It would appear I've come a long way in adjusting to the elevation and climbs here in Colorado. But it's about more than just physical adaptation and the fact that I'm running more than 60% of my miles on dirt roads (far more forgiving for an aging guy like me). I've also made some fundamental changes to my training. If there's one thing I've learned over the past few months, it's that quality trumps quantity. Don't get me wrong; I am a firm believer in high mileage (the term "high mileage" being rather interpretive) and my mileage will be up there going into the Leadville 100, but I think nothing but long, slow distance (also known as LSD) gets you no where! I look back on my training from last April on and that's all I see--LSD (if you count 7:30-7:45/mile as LSD)! However, I think LSD was in order for a guy who just moved out West and was getting used to living way up there.
For me, the greatest benefit of quality is my legs turning over much more efficiently. Every time I commit myself to quality I see results, and yet so often I get off track and go back to LSD. No more! Yes, I'm faster now, but I've noticed much greater efficiency, less effort exerted with every step and definitely more power on the hills. I simply cannot NOT do quality if I want optimal results. I plan to stay with quality for the rest of the year, even when I'm training for Leadville (fast hills will be a big part of that assuming my foot cooperates). To ensure that I'm able to get in the necessary quality, I'm likely going to reduce my peak weekly Leadville 100 mileage just a tad. I think running 90 miles/week with great quality is far better than running 100-110 miles/week with zero quality. More on that later, because for now I'm all about being ready for the Eisenhower Marathon on 4/9.
Bottom line: My running has purpose right now. Every workout has purpose, whether it's intervals, tempo, going long, going easy, etc. With purpose comes direction, and with direction comes success, and with success comes confidence. It's a cycle, and if you lack purpose and direction with each run, well, you're just kind of an aimless ship at sea.
So I think the outlook for my 2011 racing season is getting better by the day.
For the week of 2/21-2/27, I covered 76.2 miles with solid interval, tempo and long efforts. I also had a nice fast finish at marathon goal pace on Sunday. This was a good week.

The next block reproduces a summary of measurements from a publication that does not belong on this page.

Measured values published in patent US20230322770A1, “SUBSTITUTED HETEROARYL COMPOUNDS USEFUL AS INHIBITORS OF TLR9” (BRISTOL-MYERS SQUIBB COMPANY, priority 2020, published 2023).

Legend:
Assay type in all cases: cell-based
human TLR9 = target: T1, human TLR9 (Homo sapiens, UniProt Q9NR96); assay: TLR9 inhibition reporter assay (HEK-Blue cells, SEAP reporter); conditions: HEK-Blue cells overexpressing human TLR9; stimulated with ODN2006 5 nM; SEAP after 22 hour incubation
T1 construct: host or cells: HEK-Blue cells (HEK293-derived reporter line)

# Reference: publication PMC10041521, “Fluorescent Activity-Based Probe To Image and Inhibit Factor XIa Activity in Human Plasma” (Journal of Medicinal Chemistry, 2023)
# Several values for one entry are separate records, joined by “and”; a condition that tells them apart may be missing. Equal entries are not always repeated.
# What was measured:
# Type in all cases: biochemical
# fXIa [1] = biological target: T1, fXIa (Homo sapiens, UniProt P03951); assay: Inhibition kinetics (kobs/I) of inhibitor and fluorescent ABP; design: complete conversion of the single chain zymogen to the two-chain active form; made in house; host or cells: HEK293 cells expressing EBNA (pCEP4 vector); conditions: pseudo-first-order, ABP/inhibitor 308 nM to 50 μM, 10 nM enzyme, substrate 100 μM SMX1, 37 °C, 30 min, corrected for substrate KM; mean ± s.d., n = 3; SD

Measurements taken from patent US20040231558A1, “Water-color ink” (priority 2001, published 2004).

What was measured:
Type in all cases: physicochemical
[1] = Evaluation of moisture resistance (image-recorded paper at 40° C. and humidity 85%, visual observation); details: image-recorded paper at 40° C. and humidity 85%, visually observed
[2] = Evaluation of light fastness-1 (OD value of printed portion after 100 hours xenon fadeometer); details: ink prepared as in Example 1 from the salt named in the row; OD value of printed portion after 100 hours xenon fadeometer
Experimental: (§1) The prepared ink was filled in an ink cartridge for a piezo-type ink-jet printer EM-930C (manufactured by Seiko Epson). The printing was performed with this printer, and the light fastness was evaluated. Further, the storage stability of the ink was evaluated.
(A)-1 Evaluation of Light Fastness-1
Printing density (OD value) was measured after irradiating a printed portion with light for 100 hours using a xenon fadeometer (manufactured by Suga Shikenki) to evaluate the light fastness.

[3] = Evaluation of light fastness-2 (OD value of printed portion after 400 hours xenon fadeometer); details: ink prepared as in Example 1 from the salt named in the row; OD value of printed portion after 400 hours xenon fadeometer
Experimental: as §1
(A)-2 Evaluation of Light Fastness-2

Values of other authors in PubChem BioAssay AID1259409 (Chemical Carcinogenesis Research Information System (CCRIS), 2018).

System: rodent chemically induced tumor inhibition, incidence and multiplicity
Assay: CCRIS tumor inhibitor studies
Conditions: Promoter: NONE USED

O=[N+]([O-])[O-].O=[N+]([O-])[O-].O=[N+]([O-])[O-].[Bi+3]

Monday - EASY/RECOVERY DAY
AM: 6 miles/49:05 on the treadmill at home. Legs pretty tired and flat at first from the previous day's 20-miler in the hills, but I loosened up nicely and felt reasonably strong by the end. Kept the treadmill at an easy pace. Noah came down to play halfway through my run and we had a nice time watching the Sprout Channel while he played with everything in sight.
Tuesday - INTERVALS
AM: 9.2 miles/1:07:17 on the HOA treadmill. Was planning to go to the track but it was a tad too cold (19 degrees) and I didn't want to risk injury working so hard in frigid temps. So I headed to the HOA gym to max out one of the three treadmills. Legs still a little tired from Sunday's 20-miler, but I didn't want to delay my intervals and then force a Wednesday/Friday quality workout schedule since Friday needs to be an easy day. After an 18-minute warm-up, I did 3x1 mile at 6:00 each (treadmill max speed), plus an 800 at 3:00, followed by a cooldown--all with the treadmill at a 1% grade. The first mile was rough--I guess I needed to get some oxygen flowing. The second and third miles were pretty solid. I wanted to do a fourth mile repeat but my legs were pretty toasted, and so I did 800 instead.
Wednesday - EASY IN THE HILLS
AM: 9 miles/1:07:42. I ran the Tomahawk loop, which has 2,100 feet of combined climb and descent mostly on dirt roads between 6,100-6,400 feet. My legs felt fantastic and turned over nicely. I had to hold myself back in a few places when I found myself "accidentally" going 6:50 pace when I should have been at easy pace. Excellent run but probably too fast for an easy day.
Thursday - TEMPO RUN